Everything in life is becoming a balance of convenience versus control. Only, it’s not so much of a balance as a mass grab for convenience. Sometimes this doesn’t matter, sometimes it does.
Take food for instance. We love the convenience of ready-made meals! Those microwaveable lasagnes make cooking so easy – you don’t need to know how to make a lasagne, you don’t even need to know the ingredients for lasagne!
Only, such is the great convenience that we lose control of what we are eating. We end up consuming horse meat without knowing it. Horse meat may not technically be bad for us, but not even knowing what we are putting into our mouths is a scary place to be.
So what do we do? Retreat to the fields and only eat what we pluck from the ground, or slaughter ourselves? As delightful as that may be, it’s probably not practical, so some sort of compromise is needed. Some of course are happy to put up with all manner of inconvenience to have total control over their diet. We might laugh at them now and again, but I can’t help but feel that the last laugh will be theirs.
What does this have to do with technology? Well, the convenience versus control thing is happening all the time when we use computers, too. Almost every aspect of our use of technology involves us choosing between these two things.
Cloud computing is a classic example. No software to install or maintain! Access your files from anywhere! Let us worry about viruses and all that stuff – just make sure you have an internet connection and a browser!
We do this all the time, sometimes without knowing it. Letting the easy convenience of having Amazon look after our ebooks, Apple our music collections, Google with pretty much the rest of our lives. A recent example is Adobe making their software subscription only. If you stop paying your subscription, will you ever be able to open your files again?
Most of the time, this is fine. It’s a simple trade off and it’s unlikely anybody will get hurt. The downside of systems built around convenience though is that when they go wrong, they are pretty difficult to fix. They aren’t designed for the user to fix them and often these companies aren’t able to cope, either. Ever tried getting hold of Facebook’s customer support? You’ll know what I mean.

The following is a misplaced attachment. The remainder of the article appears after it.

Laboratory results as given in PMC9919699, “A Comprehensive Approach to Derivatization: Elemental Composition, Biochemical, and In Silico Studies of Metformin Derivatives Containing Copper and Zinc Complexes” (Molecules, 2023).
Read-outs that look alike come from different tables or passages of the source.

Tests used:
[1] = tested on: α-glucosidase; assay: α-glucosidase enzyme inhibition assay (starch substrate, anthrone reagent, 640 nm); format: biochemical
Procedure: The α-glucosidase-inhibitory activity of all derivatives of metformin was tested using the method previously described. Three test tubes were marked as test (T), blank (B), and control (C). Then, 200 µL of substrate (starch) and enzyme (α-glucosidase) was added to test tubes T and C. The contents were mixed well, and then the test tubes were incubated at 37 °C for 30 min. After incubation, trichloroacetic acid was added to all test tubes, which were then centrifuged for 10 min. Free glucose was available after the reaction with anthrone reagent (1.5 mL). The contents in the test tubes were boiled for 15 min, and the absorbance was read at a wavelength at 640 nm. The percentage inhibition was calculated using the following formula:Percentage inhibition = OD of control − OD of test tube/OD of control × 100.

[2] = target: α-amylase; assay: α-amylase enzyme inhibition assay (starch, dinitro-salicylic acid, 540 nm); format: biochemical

Culture matters too, and perhaps philosophy as well. For computing, who are the equivalents of the Romanian butchers who sold us that horse meat? They are Silicon Valley companies, all funded by VC money, looking for a payout via the stock market or by being bought by a bigger company. Now, I’m not necessarily against this per se, but one does have to bear in mind that all these companies don’t actually care about their users, or their data – or rather they do, but only in relation to how they can make money from it.
So there’s a way in which these companies and the services they provide are ephemeral – they are there to make money rather than for some higher social purpose (in other words, Amazon doesn’t really care about the future of the novel, they just want to sell us – or, technically, rent us – ebooks). When they get swallowed up by another company or just run out of cash, they won’t care too much about the users who rely on the convenience they have seduced us with.
We could claim control of our computing in the same way those seeking control of their diets do, by doing it all ourselves. Use free software, run your own servers, manage your own data. Again, sometimes we laugh at such people, and imagine them wearing hats made from tin foil. But they won’t be the ones left looking daft when the company you entrusted all your stuff to goes bust.
Of course, there’s a middle way, a sensible approach. We don’t all have to learn Linux and bash scripting (although it might be a good idea to at least know what these things mean), but we should understand where our data is, who actually owns it, and grab a copy we can keep safe just in case.